Christ Walks Where Evil Reigned: Responding to the Rwandan Genocide
Emmanuel M. Kolini and Peter R. Holmes
Authentic Publishing (2007)
Reviewed by Dr. Michael Philliber for Reader Views (6/08)
There are many pieces to the puzzling and impious genocide that happened in Rwanda in 1994. The scars, guilt and anger run deep, flowing into a new generation. In an attempt to establish an important remedy, Emmanuel Kolini, Anglican Archbishop of Rwanda, and Peter Holmes have teamed up to write “Christ Walks Where Evil Reigned: Responding to the Rwandan Genocide.” This short, 196-page manual describes several of the reasons for the genocide, the ongoing consequences of it, and a multifaceted approach to bring about substantive healing to the nation.
The first half of “Christ walks Where Evil Reigned” takes up the hard, disquieting task of sketching the social history of Rwanda, and the background to the genocide. The authors show how the initial distinctions between Hutu and Tutsi are historically economic rather than primarily ethnic. They then depict the way in which the colonial powers capitalized on these distinctions to divide and conquer the nation, through the Church, the Schools and politics. Once the colonial powers succeeded in this divide-to-conquer program an earlier smaller scale genocide erupted there in 1959. But time didn’t heal the wounds. Instead the division continued to fester and swell, until the horrible 100-day massacre exploded in April 1994.
The next quarter of the book explains the long-term traumatized repercussions of the genocide. Thousands upon thousands of women intentionally infected with HIV from multiple rapes; children with no parents and no communal identity, who don’t even know their date of birth and age because no one is left alive who remembers when they were born; long-term economic ramifications; nation-wide grief, guilt, post-traumatic stress, seething hatred boiling under the surface, lostness, and the list continues to expand.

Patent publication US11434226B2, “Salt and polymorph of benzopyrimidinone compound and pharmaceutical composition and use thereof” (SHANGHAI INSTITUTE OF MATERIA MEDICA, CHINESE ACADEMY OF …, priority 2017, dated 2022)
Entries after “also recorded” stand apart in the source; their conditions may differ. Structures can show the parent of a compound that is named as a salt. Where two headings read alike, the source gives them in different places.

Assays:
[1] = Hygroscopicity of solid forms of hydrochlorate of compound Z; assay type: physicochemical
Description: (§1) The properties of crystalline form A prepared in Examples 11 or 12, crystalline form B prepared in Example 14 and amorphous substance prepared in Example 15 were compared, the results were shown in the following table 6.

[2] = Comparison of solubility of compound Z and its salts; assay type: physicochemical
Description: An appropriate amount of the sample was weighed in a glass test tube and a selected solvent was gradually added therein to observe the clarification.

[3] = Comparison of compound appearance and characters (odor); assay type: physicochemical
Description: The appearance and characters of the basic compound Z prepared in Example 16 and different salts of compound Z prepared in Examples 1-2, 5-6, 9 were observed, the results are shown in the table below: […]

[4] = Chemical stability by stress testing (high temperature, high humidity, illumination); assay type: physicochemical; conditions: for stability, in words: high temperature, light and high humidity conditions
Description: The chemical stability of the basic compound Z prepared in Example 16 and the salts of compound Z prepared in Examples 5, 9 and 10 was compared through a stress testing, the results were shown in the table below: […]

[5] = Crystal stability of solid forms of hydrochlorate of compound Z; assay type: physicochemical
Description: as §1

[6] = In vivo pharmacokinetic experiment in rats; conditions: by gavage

But “Christ Walks Where Evil Reigned” doesn’t end on a note of despair. The last quarter of the book is an attempt to map out the various ways to initiate healing, politically, educationally, and ecclesiastically. The solutions which Archbishop Kolini and Dr. Holmes offer endeavor to be broadly encompassing, though their proffered programs for recovery are only the first step in a long process.
“Christ Walks Where Evil Reigned” is a disturbing book, because the horror of the 1994 genocide was a disturbing instance of the destructive collusion of colonial imperialism, ethnic tension, multi-generational hateful propaganda and weak ecclesiastical leadership. This is indispensable reading for anyone troubled by the ethnic violence and cleansings of the past several generations in the world. And this book is a significant reminder that Christ can walk where evil once reigned.